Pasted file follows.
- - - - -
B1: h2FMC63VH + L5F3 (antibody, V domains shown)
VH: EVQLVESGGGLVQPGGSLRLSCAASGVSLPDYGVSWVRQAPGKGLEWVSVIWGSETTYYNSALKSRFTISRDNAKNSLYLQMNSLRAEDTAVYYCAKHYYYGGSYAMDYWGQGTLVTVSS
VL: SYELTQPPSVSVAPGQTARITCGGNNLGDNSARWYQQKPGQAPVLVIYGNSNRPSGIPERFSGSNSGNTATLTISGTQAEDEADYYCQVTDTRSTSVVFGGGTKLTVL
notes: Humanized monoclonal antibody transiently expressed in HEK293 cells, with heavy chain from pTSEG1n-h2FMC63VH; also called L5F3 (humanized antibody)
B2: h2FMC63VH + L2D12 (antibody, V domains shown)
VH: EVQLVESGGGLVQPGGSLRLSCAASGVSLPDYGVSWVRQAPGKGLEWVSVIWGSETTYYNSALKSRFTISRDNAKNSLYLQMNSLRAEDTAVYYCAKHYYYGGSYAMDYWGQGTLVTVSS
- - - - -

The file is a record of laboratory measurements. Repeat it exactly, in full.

B1: h2FMC63VH + L5F3 (antibody, V domains shown)
VH: EVQLVESGGGLVQPGGSLRLSCAASGVSLPDYGVSWVRQAPGKGLEWVSVIWGSETTYYNSALKSRFTISRDNAKNSLYLQMNSLRAEDTAVYYCAKHYYYGGSYAMDYWGQGTLVTVSS
VL: SYELTQPPSVSVAPGQTARITCGGNNLGDNSARWYQQKPGQAPVLVIYGNSNRPSGIPERFSGSNSGNTATLTISGTQAEDEADYYCQVTDTRSTSVVFGGGTKLTVL
notes: Humanized monoclonal antibody transiently expressed in HEK293 cells, with heavy chain from pTSEG1n-h2FMC63VH; also called L5F3 (humanized antibody)
B2: h2FMC63VH + L2D12 (antibody, V domains shown)
VH: EVQLVESGGGLVQPGGSLRLSCAASGVSLPDYGVSWVRQAPGKGLEWVSVIWGSETTYYNSALKSRFTISRDNAKNSLYLQMNSLRAEDTAVYYCAKHYYYGGSYAMDYWGQGTLVTVSS